Premaratne v. Indasara.
Present: Maartensz and Koch JJ.
PREMARATNE v. INDASARA.
338—D. C. Tangalla, 3,768.
Buddhist ecclesiastical law—Right to incumbency—Deprivation of incumbencyby misconduct—Expulsion by tribunal—Prescription.
A Bhikku does not cease to be a member of the Order by reason ofimmoral conduct until he is expelled for the offence by a tribunal havingjurisdiction in that behalf.
A claim to an incumbency of a temple is prescribed' in three years.
MAARTENSZ Jj—Premaratne v. Indasara.
PPEAL from a judgment of the-District Judge of Tangalla.
H. V. Perera, K.C., (with him N. E. Weerasooria and A. W. H. Abey-sundera), for defendant, appellant.
A. Hayley, K.C. (with him L. A. Rajapakse and C. J. Ranatunga),for plaintiff, respondent.
Cur. adv. vult.
June 3, 1938: Maabtensz J.—
The defendant in this action who was officiating as the incumbent ofthe Tissamaharama Temple, situated in Tissa, appeals from a judgmentof the District Judge of Tangalla declaring the plaintiff entitled to theincumbency of the temple and to eject him, the defendant, therefrom.
The Tissamaharama Vihare, according .to the evidence, was built byKing Kavantissa. At some period of time the temple was abandonedand was discovered about the year 1853 by a Samanera. named Sumana.What he found was a dilapidated dagoba. Sumana commenced the work. of restoration which was carried on after his death by Galpita Medankara.In 1882 by a letter dated July 4 (D 1) the then Governor confirmed thepermission granted to Walpita Medankara Terunnanse and his brethrenpriests of the Siam ordination of Buddhists to occupy the Great Dagobaof Tissamaharama now under restoration with ten .acres of land surround-ing it free of rent or service. A similar grant of another Dagoba isreferred to in the case of Malalankara Thero et al. v. Simaitanda Thero Walpita Medankara gave evidence in case No. 700 (D 2 is a copy of hisevidence) and described himself as the incumbent of,the TissamaharamaDagoba by virtue of a grant from Sir James Longden.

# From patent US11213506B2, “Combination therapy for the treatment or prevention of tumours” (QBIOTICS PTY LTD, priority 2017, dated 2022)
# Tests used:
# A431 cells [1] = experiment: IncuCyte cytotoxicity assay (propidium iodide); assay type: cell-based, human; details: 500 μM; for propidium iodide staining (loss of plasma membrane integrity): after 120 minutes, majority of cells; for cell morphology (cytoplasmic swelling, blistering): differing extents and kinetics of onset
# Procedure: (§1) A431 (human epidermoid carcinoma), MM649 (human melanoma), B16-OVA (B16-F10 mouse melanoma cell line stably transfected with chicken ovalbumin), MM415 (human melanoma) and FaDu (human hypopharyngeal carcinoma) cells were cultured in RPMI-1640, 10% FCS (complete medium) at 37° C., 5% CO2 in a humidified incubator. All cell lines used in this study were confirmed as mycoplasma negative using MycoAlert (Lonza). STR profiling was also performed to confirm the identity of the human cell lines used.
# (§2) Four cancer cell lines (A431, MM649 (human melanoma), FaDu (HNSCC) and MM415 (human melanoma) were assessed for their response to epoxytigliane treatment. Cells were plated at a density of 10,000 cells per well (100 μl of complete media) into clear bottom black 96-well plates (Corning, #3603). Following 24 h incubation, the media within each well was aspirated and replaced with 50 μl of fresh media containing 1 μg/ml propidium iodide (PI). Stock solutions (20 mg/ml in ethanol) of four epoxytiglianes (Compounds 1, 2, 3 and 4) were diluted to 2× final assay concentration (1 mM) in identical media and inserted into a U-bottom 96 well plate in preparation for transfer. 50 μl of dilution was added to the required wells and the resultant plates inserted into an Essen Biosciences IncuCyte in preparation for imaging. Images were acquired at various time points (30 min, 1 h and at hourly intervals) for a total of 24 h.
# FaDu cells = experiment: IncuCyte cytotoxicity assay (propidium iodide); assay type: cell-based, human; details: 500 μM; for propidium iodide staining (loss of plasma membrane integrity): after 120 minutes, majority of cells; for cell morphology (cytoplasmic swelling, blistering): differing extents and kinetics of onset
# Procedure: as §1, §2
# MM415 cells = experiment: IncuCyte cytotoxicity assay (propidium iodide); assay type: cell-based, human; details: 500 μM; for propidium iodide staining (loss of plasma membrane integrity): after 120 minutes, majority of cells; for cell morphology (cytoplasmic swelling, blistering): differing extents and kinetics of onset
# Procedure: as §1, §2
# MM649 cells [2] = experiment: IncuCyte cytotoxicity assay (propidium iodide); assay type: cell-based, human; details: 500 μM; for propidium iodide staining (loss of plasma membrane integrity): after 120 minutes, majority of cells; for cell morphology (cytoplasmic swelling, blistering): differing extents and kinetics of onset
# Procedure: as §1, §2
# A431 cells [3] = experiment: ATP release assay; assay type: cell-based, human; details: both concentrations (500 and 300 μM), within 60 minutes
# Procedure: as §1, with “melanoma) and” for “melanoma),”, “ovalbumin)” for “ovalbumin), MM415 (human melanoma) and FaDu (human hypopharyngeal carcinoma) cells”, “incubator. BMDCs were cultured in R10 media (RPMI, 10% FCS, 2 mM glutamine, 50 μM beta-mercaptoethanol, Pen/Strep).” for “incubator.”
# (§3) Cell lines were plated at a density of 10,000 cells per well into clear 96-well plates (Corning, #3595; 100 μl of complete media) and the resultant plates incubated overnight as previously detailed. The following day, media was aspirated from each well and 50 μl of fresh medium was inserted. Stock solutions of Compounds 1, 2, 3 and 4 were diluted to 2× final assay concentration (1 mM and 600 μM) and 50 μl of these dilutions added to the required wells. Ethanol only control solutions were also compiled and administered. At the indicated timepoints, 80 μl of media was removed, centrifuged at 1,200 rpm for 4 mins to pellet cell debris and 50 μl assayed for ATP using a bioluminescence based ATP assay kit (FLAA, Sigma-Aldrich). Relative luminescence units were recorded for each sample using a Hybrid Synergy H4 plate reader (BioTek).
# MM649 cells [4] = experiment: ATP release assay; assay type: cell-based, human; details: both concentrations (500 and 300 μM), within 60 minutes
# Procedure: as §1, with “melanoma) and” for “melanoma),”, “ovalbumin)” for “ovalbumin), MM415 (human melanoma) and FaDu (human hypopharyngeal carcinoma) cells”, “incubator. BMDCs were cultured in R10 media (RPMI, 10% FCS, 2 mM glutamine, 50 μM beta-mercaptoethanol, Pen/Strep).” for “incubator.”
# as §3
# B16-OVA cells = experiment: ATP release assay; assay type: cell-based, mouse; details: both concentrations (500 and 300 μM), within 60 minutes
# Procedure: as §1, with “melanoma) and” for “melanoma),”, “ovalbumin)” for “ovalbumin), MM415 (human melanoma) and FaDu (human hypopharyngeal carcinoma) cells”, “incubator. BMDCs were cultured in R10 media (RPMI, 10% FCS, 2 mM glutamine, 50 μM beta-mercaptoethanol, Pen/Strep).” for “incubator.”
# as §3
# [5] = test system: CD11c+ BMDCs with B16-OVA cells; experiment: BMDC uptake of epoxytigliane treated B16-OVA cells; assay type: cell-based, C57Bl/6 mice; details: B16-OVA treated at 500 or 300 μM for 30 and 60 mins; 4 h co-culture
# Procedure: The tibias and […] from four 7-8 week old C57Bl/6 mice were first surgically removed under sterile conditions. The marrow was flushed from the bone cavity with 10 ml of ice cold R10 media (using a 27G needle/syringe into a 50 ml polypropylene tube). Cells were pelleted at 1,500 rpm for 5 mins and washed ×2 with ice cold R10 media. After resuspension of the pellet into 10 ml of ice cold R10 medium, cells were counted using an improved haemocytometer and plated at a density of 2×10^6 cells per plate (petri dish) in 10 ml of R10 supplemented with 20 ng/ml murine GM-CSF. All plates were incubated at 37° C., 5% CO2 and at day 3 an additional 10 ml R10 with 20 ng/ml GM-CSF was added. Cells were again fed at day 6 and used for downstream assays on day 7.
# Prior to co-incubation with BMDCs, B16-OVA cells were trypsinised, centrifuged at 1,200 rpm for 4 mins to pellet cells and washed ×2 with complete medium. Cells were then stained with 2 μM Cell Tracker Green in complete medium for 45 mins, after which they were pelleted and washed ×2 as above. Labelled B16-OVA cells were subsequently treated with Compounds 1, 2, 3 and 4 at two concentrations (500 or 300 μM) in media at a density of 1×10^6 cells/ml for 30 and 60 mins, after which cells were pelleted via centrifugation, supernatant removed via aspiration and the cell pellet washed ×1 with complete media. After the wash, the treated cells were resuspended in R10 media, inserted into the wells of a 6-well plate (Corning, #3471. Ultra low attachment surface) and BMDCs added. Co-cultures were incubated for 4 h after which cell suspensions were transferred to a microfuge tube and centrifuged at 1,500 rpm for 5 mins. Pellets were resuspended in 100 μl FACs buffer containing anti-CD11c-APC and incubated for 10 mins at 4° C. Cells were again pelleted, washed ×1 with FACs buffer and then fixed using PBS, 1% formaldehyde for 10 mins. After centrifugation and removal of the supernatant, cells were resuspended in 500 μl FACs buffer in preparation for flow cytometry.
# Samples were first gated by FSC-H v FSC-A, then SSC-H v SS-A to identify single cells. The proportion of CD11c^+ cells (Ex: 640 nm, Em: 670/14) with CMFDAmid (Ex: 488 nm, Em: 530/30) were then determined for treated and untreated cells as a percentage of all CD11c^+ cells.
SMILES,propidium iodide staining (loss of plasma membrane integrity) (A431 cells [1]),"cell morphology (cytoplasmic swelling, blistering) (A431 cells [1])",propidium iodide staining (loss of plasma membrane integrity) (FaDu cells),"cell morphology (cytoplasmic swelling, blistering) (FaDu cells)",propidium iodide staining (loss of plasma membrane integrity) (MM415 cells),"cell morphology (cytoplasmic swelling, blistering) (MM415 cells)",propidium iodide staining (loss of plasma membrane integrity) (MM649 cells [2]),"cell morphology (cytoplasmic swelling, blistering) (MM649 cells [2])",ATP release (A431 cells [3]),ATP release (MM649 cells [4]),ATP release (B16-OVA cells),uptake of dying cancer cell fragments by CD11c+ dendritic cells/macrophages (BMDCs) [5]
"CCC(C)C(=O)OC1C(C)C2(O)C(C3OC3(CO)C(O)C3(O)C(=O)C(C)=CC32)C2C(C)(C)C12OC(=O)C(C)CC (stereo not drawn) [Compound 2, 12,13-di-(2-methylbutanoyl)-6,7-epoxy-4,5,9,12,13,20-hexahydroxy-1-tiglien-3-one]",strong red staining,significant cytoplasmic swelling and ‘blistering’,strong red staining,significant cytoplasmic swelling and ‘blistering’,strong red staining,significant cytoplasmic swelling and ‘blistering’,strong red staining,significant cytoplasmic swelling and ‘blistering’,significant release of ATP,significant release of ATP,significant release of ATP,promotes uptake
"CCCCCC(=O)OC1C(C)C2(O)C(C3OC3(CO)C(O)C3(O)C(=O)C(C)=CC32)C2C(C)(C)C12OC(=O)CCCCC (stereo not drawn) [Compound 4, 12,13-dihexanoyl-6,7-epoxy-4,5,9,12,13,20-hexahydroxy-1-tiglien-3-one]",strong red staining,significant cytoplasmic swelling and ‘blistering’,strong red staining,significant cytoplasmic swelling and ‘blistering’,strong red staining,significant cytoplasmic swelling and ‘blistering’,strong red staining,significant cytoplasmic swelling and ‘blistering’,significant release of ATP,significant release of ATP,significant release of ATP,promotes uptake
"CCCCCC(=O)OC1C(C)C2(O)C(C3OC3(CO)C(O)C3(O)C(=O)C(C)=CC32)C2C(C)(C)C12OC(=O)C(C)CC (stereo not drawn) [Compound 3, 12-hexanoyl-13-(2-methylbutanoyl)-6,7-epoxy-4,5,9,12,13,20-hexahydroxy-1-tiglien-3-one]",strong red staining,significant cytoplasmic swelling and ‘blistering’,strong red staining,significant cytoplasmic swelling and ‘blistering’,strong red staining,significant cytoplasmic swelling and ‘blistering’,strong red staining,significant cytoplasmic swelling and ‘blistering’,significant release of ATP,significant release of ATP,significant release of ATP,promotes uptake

In 1897 a society called the Tissamaharama Kariya Sadhaka Sabhawas inaugurated to assist in the restoration of the temple. It appears tohave consisted of a president, Medankara, and two members, Messrs.Jayawickreme and Amarasinghe.
The latter were succeeded by Messrs. Jayawickreme and Amarasinghe,the witnesses. It was suggested in appeal that there were other members.In D 2, Medankara stated that three members form the society, and I canfind no evidence that there were other members.
Medankara Terunanse died in 1916 and was succeeded in the incum-bency by his pupil Hikkaduwa Dhammananda Thero who, the plaintiffalleges, was also the pupil of Upatissa, the senior pupil of MedankaraUnnanse. Upatissa predeceased Medankara.
The plaintiff claimed the incumbency as a pupil of Upatissa andDhammananda the latter having disrobed himself in May, 1931.
. The defendant put the plaintiff to the proof that Dhammananda wasa pupil of Upatissa Thero, that Dhammananda disrobed himself in May,1931, and denied that plaintiff was a pupil of Dhammananda Thero andsucceeded him as incumbent of the temple. He pleaded that Dhamma-nanda in January or February, 1931, informed the Kariya Sabha of hisinability to perform the functions of incumbent of the Maha Vihare (this1 D. C. Tangalla, No. 700— (1908) 31 N. L. B. 259.
MAARTENSZ J.—Premaratne v. Indasara.
letter dated February 16, 1931, is marked D 16) and the Sabha inFebruary, 1931, • appointed him, the defendant, Adikari Bikshu of theMaha Vihare.
I need not decide whether by letter D 16 Dhammananda desired toresign from the presidentship of the society or from the incumbency orwhether he asked the Sabha to appoint another incumbent or anotherpresident for it was conceded in appeal that the society had no authorityto appoint an incumbent. It was also conceded that the rule of successionto the temple is that known as Sisyanu Sisya Paramparawa. It was soheld in the case of Malalankara Thero et al. v. Simananda Thero (ubi sup.).The grant considered in that case was, as I have already said, similar tothe grant D 1.
The action was tried on 17 issues. But the only questions argued beforeus and which fall for decision are : —
whether the plaintiff is a pupil of Dhammananda;
whether Dhammananda disrobed himself, and if so, when;
whether plaintiff’s action was brought within three years from the
date the cause of action accrued to the plaintiff;
whether Dhammananda was the senior surviving pupil of Medan-